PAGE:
Honoring our past doesn’t mean clinging to it. That feels safe, but it can get in the way of positive change. That’s true for me, too. It would be annoying if I told people that’s how we always did it at Community First or Associated. I don’t do that. I’ve asked my team to give me the same honor.

If people feel like the ground is safe — that there are no secrets, that you can take your blindfolds off, that you can make mistakes — then we can get beyond the “we always did it like this” mentality. That was yesterday. We’re here today. Let’s decide together what’s best for tomorrow.

On board onboarding …

We have a nine-person volunteer board. With the exception of one or two, they’re a long-tenured board combined from a merger in 2014 that’s still divided in some ways.

CU QUICK FACTS

CAPITAL CREDIT UNION
DATA AS OF 09.30.22

HQ: Green Bay, WI
ASSETS: $2.3B
MEMBERS: 118,365
BRANCHES: 24
EMPLOYEES: 424
NET WORTH RATIO: 11.1%
ROA: 1.03%

The first thing I did was get to know them and their expectations. I spent a lot of time with the chair and vice chair and then with the rest of the board in a one-on-one social environment. We got to know one another better, and that helped tremendously. We’ve developed a new model for our board meetings based on the understanding we reached on what was working, what wasn’t, and what we wanted out of them.

On building rapport with the senior staff …

I think the big challenge was getting people to feel comfortable and safe in the new environment. Tom (Young) was here for 32 years, and our longtime COO retired at the same time.

I’m very different, but I made it clear they didn’t have to be afraid of me. I wasn’t here to wipe out the whole senior team and bring in my own people. I’ve helped onboard CEOs a couple of times in my previous jobs, and I know you need to take the time to assess your senior team. It’s important to me to do that and to create opportunities for these individuals to rise to new levels and take on new roles.

Since I arrived, we’ve had one executive-level departure. It was a contract position that ended with the contract. I just didn’t feel the contract element was a good fit. We’ve also added new positions, including a new chief digital experience officer and a new chief marketing officer. These new positions were created to get us to the next level in member service and market growth. Those are important new strategies for us.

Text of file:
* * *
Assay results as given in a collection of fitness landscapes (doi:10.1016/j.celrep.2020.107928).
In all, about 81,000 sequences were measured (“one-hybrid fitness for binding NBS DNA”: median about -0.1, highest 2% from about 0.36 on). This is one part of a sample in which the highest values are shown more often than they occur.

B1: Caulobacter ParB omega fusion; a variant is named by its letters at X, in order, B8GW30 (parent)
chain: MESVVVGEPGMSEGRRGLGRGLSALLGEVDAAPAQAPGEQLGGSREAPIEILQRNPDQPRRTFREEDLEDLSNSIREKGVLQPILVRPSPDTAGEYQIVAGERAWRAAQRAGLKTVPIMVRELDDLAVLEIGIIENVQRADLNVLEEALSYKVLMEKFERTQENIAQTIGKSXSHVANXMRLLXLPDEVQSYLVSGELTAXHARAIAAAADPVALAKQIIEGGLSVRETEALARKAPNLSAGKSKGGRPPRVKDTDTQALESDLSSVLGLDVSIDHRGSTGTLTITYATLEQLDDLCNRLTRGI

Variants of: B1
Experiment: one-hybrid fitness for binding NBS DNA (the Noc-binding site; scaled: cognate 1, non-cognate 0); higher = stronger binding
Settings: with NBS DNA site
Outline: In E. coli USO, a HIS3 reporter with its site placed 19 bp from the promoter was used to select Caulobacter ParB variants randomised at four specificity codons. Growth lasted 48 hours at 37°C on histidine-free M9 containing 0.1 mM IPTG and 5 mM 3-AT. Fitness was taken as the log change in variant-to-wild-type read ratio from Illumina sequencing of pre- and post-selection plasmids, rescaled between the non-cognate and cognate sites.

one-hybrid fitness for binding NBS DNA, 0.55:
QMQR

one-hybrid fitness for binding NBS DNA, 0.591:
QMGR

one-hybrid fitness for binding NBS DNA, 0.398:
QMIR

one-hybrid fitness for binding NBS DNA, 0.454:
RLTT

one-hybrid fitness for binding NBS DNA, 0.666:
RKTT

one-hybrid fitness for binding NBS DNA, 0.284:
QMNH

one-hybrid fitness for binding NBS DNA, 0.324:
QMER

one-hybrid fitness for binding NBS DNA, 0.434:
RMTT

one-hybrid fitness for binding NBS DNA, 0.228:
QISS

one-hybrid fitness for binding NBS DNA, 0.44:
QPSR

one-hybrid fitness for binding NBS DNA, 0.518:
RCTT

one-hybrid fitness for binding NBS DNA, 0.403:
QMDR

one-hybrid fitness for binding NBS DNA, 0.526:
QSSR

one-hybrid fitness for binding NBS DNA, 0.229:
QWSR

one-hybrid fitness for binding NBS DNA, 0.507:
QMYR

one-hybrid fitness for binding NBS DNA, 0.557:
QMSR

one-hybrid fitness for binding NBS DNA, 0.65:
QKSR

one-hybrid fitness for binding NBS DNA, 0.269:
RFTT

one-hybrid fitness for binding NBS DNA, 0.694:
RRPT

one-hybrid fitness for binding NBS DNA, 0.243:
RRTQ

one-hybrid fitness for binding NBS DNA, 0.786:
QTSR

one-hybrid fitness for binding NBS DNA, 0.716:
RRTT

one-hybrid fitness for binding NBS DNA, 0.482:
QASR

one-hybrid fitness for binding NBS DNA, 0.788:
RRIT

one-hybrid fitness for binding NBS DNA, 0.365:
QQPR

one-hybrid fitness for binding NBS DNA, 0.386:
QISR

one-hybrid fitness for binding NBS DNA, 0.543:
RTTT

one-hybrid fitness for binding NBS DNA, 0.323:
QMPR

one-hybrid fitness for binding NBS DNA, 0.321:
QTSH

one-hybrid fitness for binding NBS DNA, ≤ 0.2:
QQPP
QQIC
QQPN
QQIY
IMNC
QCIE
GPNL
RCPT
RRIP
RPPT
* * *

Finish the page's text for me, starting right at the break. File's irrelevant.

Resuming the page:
On the first steps as a new CEO …

It’s not just about meeting people. With an eye on the heart of your mission, you need to get your strategic objectives in place. Part of my background is in facilitation, so I quickly stood up a strategic planning session with our senior team. We had our former CEO there because I wanted his insight about where he was taking the company before he handed it over to me.

Several weeks later, we did another strategic planning session with our board. We brought in Callahan & Associates to facilitate that. Together, those sessions helped us understand our budget and our resources as we decided on the tactics to meet our goals. We put together a scorecard to cascade out to the entire workforce, so everyone understands how they impact the organization as we move forward with these plans. We continue to keep everyone involved.

Every once in a while, I can forget why I’m doing this. You need to know the why for this journey you’re on, and you need to regularly revisit it. I do now.

Laurie Butz, President and CEO, Capital Credit Union

On biggest surprises … and biggest mistake …

Before I threw my hat in the ring for this job, I interviewed CEOs in other industries. One thing I was consistently told was how lonely a place that office can be. I’ve been pleasantly surprised by how many CEOs from other credit unions and organizations across the country have offered their help and camaraderie. Some of them are new CEOs who offered to get together regularly to talk about what we’ve learned so far.

My biggest mistake? Well, every once in a while, I can forget why I’m doing this. Why have I pursued these expanded roles? Why am I trying to move up the ladder? People can lose their passion for things when they forget why they’re doing it in the first place. You need to know the why for this journey you’re on, and you need to regularly revisit it. I do now.

A room with a view? Laurie Butz’s office looks out over Lambeau Field, home of the NFL’s Green Bay Packers.

This interview has been edited and condensed.

January 23, 2023